Former Army deputy chief Lt-General (retd) Raj Kadyan said, “My medals are my proudest possession but I will hand them over to the President, the supreme commander of the armed forces, for safe-custody till our demands are met.” The ex-servicemen feel they have been hoodwinked by successive governments on OROP despite virtually all political parties promising its implementation in their manifestos, election after election.

The governments, in fact, have even brushed aside recommendations by parliamentary committees to swiftly resolve “the disparity of pensionary benefits between pensioners of the same rank” without much ado.

The UPA government, on its part, has rejected the OROP demand, holding that it will entail huge financial costs — well over Rs 3,500 crore, with annual liabilities of around Rs 700 crore. This estimate takes into account payment of arrears with effect from January 1, 1996, the date from which the recommendations of the 5th Pay Commission were effective. “It’s also not possible to implement OROP due to administrative reasons and possible repercussions from the civil side, public sector and autonomous bodies,” said a defence ministry official. [comments: These people will always cite fear about the other groups!! What prevents them to make everybody happy? when they take care of themselves!!!]

Ex-servicemen, however, beg to disagree. Tenets of justice demand that defence personnel of the same rank and length of service should get the same pension, irrespective of the retirement date, says the vice-chairman of the Indian Ex-Servicemen Movement (IESM), Major-General (retired) Satbir Singh, who will also return his Sena Medal on Sunday.

“But after the 6th Pay Commission, the government has created four classes within a class — pre-1996, post-1996 to December 2005, post-January 2006 to September 2008 and post-October 2008,” he said.

“For instance, a havildar who retired before 1996 draws less pension than a sepoy who retired after 2006, and a Lt-Gen draws less pension than a Lt-Col. Ex-servicemen have been on a relay hunger strike at Jantar Mantar since December 16 but nobody listens to us since we are not a votebank,” he added.

But political parties better watch out. Defence pensioners alone notch up a tally of around 20 lakh, with another 55,000 being added to it every year. If one adds family members, over one crore people in India are directly connected with defence personnel or ex-servicemen.

Maj-Gen Singh said four former chiefs — General VP Malik and Admirals Sushil Kumar, Madhvendra Singh and Arun Prakash — “had promised their support” to the rally on Sunday.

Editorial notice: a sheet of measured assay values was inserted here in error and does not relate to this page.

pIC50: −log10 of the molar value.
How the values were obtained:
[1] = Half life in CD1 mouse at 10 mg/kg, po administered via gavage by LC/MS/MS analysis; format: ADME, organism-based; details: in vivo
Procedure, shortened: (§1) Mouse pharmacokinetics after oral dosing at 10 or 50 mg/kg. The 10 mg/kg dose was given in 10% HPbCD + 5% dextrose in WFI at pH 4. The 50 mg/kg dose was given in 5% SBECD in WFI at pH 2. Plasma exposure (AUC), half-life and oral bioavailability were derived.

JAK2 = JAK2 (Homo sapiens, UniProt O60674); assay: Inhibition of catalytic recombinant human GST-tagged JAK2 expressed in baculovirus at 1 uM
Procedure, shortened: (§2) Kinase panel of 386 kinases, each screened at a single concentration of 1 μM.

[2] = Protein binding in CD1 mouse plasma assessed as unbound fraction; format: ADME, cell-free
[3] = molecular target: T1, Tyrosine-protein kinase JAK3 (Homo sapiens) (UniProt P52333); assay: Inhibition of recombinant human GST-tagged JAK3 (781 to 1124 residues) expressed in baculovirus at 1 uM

The ex-servicemen feel they have been hoodwinked by successive governments on one-rank, one-pay (OROP) despite virtually all political parties promising its implementation A The UPA government has rejected the OROP demand, saying it will entail well over Rs 3,500 cr, with annual liabilities of Rs 700 cr .

Govt meddles with Performance Appraisals in PSUs

The Govt first does not increase salaries as expected...now it pre-determines how many outstanding performers can be there in a PSU.. How can performance be pre-determined? By fixing a cap on how many people can be marked as Outstanding Performers, are they not actually suppressing performance. On one hand this Govt talks of performance linked pay and on other hand they are putting a cap!!

Incidentally this is a part of Rao Commission Report.. and this too should have been objected by OSOA.. and all PSU associations!!

POLICYCentre reworks appraisal system for PSU staff5 Feb, 2009, 1055 hrs IST, Sushmi Dey & Dheeraj Tiwari, ET Bureau

NEW DELHI: The government is putting in place a performance management system in public sector companies to have a uniform mechanism for distributing performance-linked bonus to employees. At present, these companies have their own parameters for rewarding executives.

“The second pay revision committee proposed to develop a robust and transparent performance management system for central public sector enterprises (CPSEs). The proposal has found favour in the government. The department of public enterprises and other administrative ministries are now working in conjunction to put the new system in place,” a department of heavy industry official, who wished not to be named, said.

Under the new system, the government will ask CPSEs to adopt a “Bell Curve Approach” while grading its executives, he said. Only 10-15% of the executives in a public sector undertaking will be graded as “outstanding or excellent” in their performance appraisal. According to the new system, about 10% of officers in a company would be graded as “below par”, he added.

Some companies have a similar appraisal system. “We already have a sophisticated performance management system in place, which is much like the new one that the government has prescribed,” Bharat Heavy Electricals (Bhel) chairman and managing director K Ravi Kumar said. According to a Bhel official, the company is the first PSU to implement electronic network-based paperless appraisal process. In Bhel, the executives set key result areas (KRAs) and targets for themselves, which are assessed and revised every year by a committee.

When the new system is in place, all CPSEs will be mandated to sign MoUs with their respective controlling ministries. The MoU rating will then form the basis of performance-related pay for executives in these companies. “CPSEs that do not enter into MoU will not be eligible for any performance-related pay,” the official said.